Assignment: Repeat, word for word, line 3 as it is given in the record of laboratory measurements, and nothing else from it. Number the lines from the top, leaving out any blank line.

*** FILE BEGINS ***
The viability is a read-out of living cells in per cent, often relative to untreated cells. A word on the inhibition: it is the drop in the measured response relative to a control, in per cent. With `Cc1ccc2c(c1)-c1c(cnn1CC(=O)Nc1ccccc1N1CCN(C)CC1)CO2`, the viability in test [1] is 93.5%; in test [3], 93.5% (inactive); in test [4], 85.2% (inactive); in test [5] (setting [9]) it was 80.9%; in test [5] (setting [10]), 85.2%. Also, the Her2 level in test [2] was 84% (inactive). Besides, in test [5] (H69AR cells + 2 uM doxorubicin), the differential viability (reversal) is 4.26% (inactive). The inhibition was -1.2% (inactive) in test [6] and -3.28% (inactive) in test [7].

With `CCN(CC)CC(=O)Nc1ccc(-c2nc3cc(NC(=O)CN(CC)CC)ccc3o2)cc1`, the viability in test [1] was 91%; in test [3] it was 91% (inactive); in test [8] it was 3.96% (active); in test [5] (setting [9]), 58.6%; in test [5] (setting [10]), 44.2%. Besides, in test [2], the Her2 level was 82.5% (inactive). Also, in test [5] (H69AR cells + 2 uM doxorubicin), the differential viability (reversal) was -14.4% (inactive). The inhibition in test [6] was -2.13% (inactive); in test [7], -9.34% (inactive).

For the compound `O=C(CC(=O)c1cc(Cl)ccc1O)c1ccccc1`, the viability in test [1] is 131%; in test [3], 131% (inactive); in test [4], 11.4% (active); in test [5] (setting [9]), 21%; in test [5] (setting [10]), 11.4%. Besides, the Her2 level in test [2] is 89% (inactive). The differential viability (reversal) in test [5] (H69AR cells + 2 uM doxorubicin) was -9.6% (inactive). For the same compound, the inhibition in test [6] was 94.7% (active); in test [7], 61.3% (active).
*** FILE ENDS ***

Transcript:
For the compound `O=C(CC(=O)c1cc(Cl)ccc1O)c1ccccc1`, the viability in test [1] is 131%; in test [3], 131% (inactive); in test [4], 11.4% (active); in test [5] (setting [9]), 21%; in test [5] (setting [10]), 11.4%. Besides, the Her2 level in test [2] is 89% (inactive). The differential viability (reversal) in test [5] (H69AR cells + 2 uM doxorubicin) was -9.6% (inactive). For the same compound, the inhibition in test [6] was 94.7% (active); in test [7], 61.3% (active).